I picked him up after a rough day at school. He had been working on a group assignment over the past couple of weeks for his Spanish 3 class. Group assignments have never been a picnic for Blue. I’m sure the same holds true for many people with Aspergers. There’s all of that social communication that has to take place, along with compromise and listening to other people’s ideas. This can prove to be quite difficult for a person who usually thinks that his ideas are best. However, collaborating with others is a skill that we all eventually have to use in life.

I must say, he’s come a long way working on group assignments. He took this project on like a champ. He was being a leader at the same time, willing to accept and actually solicit ideas from peers. Unfortunately, they were not all as accessible to do their parts of the project.

The blooper in the mix of this assignment was not arguing with peers, but dealing with a less than flexible teacher. A teacher who I may punch in the face, if we ever cross paths. Most of his assignment group are in the high school band.  They had an intense week of performances, competitions, travel and rehearsals. Blue having empathy for his overworked team mates, tried to take on the brunt of the work for the project. A task that was nearly impossible to do. 

They ran out of time and the project was not complete. The teacher supposedly said, she would give them extra time. She then later decided that their band obligations were “not her problem." So, she recanted her offer. At least this is the way that Blue describes the situation. Who knows what kind of miscommunication actually took place. 

He called me that morning fuming about this teacher! What I noticed was that even though he was very upset and probably wanted to call her every name in the book, he didn’t. He didn’t yell, scream or curse. I think he may have said something like, “I hope she gets run over by a truck.” Not really …I’m the one who thought that.  

A few years ago, he would have been screaming, “Come get me out of this hell hole! This teacher is a total bitch!”  

Instead we did some quick problem solving...

“Who can you speak with to help you communicate with this teacher?” I asked.
“I looked for my tracking teacher, but she’s not in her room.” 
“Do you think you could find Ms. B.?” (the Special Ed. Lead) I asked.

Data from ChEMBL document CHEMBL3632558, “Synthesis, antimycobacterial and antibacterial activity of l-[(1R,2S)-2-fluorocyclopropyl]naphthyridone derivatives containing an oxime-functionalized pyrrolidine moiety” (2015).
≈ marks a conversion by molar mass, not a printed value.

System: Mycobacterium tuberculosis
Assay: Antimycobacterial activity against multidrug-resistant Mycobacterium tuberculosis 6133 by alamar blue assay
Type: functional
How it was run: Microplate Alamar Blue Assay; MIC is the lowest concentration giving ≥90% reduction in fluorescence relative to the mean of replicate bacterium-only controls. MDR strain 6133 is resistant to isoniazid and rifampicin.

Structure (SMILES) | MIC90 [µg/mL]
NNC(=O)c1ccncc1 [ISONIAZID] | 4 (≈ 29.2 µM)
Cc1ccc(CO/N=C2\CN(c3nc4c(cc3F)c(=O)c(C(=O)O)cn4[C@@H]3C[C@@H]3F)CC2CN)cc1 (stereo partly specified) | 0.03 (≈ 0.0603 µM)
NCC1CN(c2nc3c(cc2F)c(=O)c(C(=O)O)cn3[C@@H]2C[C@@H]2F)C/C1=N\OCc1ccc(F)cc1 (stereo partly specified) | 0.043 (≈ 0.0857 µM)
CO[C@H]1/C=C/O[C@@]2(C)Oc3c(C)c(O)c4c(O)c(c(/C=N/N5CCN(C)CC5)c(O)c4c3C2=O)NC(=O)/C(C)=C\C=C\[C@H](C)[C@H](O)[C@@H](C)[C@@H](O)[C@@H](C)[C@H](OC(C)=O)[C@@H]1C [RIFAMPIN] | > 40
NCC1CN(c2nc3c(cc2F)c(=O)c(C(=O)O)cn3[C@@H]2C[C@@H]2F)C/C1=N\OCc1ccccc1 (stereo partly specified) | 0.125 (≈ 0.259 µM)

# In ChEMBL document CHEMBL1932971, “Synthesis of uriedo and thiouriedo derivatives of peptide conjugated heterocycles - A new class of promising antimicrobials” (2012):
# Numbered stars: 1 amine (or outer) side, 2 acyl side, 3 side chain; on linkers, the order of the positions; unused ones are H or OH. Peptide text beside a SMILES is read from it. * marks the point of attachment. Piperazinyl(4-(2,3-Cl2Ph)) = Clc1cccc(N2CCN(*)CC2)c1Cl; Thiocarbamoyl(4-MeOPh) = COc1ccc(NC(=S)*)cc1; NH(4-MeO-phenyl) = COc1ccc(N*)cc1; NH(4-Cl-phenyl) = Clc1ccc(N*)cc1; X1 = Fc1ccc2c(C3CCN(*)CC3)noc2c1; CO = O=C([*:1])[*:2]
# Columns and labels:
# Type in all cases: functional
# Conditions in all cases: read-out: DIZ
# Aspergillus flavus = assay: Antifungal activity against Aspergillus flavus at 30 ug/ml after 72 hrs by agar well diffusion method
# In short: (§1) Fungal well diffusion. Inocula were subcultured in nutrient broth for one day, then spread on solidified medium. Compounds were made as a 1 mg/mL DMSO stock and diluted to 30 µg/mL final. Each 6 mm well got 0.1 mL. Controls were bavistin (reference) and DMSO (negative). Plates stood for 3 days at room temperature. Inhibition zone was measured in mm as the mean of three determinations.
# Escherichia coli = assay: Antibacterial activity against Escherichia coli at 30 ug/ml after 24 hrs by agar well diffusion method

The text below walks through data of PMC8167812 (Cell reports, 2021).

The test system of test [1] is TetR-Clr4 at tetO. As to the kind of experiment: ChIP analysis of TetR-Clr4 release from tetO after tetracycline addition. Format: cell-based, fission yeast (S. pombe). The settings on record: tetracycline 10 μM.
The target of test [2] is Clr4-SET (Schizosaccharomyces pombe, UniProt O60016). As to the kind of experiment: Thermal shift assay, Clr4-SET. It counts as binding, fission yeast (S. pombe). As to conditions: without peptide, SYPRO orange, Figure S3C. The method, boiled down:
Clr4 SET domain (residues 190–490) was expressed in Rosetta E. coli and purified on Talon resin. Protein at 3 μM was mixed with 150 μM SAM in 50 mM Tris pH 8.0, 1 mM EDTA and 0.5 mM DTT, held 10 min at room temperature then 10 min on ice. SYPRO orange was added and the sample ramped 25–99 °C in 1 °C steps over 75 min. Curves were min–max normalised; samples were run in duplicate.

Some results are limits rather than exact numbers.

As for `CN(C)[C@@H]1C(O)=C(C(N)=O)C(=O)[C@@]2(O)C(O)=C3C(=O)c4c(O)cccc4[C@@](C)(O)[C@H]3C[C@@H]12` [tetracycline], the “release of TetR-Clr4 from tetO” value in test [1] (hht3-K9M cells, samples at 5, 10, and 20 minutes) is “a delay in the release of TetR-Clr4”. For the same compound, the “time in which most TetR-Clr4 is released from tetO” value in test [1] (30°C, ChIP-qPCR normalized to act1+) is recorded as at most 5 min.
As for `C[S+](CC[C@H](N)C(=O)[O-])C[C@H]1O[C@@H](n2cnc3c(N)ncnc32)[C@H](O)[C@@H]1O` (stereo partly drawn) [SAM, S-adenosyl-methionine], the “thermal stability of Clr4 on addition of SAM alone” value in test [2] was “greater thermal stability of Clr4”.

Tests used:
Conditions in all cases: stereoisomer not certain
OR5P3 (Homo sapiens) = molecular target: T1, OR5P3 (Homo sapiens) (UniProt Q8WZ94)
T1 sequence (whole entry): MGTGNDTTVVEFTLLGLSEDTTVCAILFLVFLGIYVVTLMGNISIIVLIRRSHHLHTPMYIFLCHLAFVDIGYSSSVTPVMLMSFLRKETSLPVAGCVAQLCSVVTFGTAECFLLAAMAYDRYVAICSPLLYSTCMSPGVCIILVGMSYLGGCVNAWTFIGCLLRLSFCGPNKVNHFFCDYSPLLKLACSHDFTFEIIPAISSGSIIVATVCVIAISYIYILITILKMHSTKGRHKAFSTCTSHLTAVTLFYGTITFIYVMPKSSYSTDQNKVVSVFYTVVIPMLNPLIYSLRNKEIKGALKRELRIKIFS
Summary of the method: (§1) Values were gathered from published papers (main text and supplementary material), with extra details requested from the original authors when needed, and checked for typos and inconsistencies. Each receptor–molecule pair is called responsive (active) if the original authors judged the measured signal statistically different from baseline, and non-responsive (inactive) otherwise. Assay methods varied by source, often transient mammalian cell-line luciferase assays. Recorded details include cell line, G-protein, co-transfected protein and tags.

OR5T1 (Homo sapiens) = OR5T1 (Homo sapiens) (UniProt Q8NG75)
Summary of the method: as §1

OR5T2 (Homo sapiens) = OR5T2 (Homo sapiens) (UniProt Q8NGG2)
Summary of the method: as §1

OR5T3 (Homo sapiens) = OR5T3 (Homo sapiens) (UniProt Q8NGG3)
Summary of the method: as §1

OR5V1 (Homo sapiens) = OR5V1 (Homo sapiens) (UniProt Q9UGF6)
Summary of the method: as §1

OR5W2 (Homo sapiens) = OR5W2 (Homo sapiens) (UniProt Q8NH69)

“Try to do that, I’m sure she can help you communicate,” I said.

This is progress for both of us. I wanted to call that teacher and give her a piece of my mind and a reminder about his I.E.P. and accommodations. Instead, I gave him the opportunity to advocate for himself, which is an important skill for our kids on the spectrum if they want to go to college. 

I read a great article about preparing our kids for college yesterday on titled, High School Sets Up Autistic Kids to Fail In College -How to Fix It. The article clearly states that our kids need to be a part of their I.E.P. process and they must learn self-advocacy. Colleges won't even allow parents to have a say. 

When I picked Blue up from school, he looked exhausted. Thanks a lot daylight savings time and the teacher who gave my kid a tough time. 
"How did everything go? Any solutions?"  I asked.
He explained that Ms. B. e-mailed the teacher to make sure that his I.E.P. would be followed. However, after school he had a “difficult conversation” with the Spanish teacher. “It was really draining to talk to her,” he said. 
Blue and Me in Malibu
Summer, 2015

OMG! I was so proud! He handled things calmly! 
As we drove to Starbucks so that he could work on homework he said, out of nowhere, “I love you mom.” 
What? *Tears  
“What made you say that?" I asked, calmly, trying to act like this was not a huge deal. 
“I just appreciate that you’re always on my side.” 
*More tears. 
“I always will be son.” 

Pow! Take that stupid Spanish teacher! Thanks to your inflexibility and trying to bully my kid. I got an unsolicited, “I love you!” Bam! 

*No teachers were injured or cursed out as a result of this story. In fact, I may not punch her in the face after all. I may just do the kind, Christian thing and say, "Thank you for being difficult. The result was fabulous dahling."